It means stepping away from the lifestyles, mental habits, and social circles you’ve used to inform who you are up until now and opening yourself up to the possibilities that come with releasing your ego and starting anew.

Ask Yourself the Real Questions

Regardless of your pre-existing relationship with God and religion, your path to recovery will be unlike anything you’ve done before. It’s worth considering this opportunity to connect to spirituality in a new way.

Think about what you value and believe and which principles you would like to live by. Talk with one or more people you trust or look up to in these matters and form some concrete ideas about the standards you want to set for yourself going forward. How do you want to treat people?

What sort of friend, family member, romantic partner, and neighbor do you want to be? Who do you want to spend your time with? What do you want to get out of your life? What do you want to give back to the world?

Making these changes won’t just help you get sober and stay sober–they’ll help act as a moral framework that affects all aspects of your life.

You are rebuilding who you are and what sort of future you’ll have, so don’t pull any punches–your decisions now will have tremendous ramifications for the version of you that you want to be.

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What to do if You’re Ready for a Spiritual Change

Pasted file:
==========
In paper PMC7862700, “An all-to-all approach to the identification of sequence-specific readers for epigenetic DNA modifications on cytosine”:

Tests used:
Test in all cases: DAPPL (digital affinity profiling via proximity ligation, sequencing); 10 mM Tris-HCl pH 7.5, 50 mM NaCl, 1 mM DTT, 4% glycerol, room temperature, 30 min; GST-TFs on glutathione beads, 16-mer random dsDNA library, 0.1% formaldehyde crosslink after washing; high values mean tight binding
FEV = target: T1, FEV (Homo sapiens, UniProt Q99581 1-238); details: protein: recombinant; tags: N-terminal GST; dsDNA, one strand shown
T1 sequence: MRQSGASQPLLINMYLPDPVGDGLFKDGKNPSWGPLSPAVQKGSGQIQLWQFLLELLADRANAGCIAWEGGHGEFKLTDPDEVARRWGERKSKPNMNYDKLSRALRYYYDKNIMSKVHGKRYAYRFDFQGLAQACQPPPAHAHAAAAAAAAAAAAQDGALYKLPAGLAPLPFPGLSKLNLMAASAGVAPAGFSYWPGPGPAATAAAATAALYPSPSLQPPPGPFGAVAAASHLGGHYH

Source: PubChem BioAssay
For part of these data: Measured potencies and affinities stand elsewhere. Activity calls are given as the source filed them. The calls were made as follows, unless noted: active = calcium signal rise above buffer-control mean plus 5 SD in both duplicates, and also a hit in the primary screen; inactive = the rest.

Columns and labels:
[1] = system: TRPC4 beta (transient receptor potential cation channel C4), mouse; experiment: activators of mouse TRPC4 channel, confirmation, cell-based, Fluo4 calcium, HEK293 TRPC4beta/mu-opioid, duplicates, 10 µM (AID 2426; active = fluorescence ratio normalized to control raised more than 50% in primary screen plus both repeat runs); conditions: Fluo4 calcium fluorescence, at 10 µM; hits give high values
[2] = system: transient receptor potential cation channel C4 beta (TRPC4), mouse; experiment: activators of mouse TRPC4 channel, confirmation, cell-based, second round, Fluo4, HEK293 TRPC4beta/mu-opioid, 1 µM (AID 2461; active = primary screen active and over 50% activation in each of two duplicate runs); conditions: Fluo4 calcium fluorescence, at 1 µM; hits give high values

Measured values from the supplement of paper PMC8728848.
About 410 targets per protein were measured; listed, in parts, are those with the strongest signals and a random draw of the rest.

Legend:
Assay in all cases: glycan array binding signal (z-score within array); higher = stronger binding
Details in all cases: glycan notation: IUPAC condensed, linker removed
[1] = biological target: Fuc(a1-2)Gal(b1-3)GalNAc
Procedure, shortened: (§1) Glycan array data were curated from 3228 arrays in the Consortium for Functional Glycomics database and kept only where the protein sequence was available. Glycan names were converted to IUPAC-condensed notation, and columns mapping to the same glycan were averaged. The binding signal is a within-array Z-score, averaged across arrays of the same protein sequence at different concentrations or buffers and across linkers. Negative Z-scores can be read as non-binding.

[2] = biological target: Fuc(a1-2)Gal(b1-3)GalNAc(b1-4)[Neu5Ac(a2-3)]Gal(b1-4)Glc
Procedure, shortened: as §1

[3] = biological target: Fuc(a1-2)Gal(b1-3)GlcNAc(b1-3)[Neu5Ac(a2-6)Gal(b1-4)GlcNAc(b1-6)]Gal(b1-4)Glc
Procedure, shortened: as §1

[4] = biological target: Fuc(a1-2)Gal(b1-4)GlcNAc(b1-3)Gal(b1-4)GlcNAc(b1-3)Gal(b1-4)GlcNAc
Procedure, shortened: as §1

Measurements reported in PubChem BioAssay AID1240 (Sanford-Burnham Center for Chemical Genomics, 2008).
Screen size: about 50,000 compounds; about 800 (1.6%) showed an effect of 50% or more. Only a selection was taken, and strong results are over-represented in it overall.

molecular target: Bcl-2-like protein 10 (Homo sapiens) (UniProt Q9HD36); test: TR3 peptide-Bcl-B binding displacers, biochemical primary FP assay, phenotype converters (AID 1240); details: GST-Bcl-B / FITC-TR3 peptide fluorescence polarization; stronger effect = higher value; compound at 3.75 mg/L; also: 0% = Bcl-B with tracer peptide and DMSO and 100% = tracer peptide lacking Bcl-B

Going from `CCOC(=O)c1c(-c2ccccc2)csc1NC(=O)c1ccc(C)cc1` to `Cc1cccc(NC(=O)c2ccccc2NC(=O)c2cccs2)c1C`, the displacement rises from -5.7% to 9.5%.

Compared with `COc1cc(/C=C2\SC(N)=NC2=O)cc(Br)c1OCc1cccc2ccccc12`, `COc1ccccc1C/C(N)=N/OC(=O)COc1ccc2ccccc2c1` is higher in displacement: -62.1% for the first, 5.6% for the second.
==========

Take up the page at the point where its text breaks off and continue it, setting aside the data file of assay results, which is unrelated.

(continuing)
Recovery is a large undertaking that requires deep soul-searching and exploring how you may connect to a higher power or purpose.

At Cornerstone Healing Center in Scottsdale, Arizona, we offer a mind-body-spirit approach that tackles the roots of addiction on all fronts.

Recovery means addressing the sources of your addiction, including trauma, depression, or destructive life circumstances.

We believe that hope and healing are available to anyone whose life has been devastated by alcoholism or addiction.

We understand that true change is a lifelong process that begins with putting trust in the power of something greater than yourself to help you through.

Treatment at Cornerstone includes evidence-based practices, therapy, yoga, social support structure, sponsorship, and mentoring.

We work with you to create an individualized approach that will keep you strong and on the path toward living the life you want to live. Get sober, stay sober. Call (800) 643-2108 to learn more.

Help for addiction is one phone call away.

Call to learn about our addiction treatment programs. We can help you heal your mind, body, and spirit from addiction.
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Published On: 12/24/2020

Author: Estil Wallace, Founder/CEO of Cornerstone Healing Center

Author: Estil Wallace, Founder/CEO of Cornerstone Healing Center

Estil is the CEO/Founder of Cornerstone and has worked in the addiction recovery field for 12 years. He has served 5A.org as the organization’s’ Executive Director, Board Member and President. Estil has a passion to help people get sober utilizing abstinence-based recovery.

Clinical Reviewer: Karen Williams, LPC

Clinical Reviewer: Karen Williams, LPC

Karen is a Licensed Professional Counselor with over 15 years experience. She not only specializes in addiction, but is in recovery as well. Karen is our clinical director.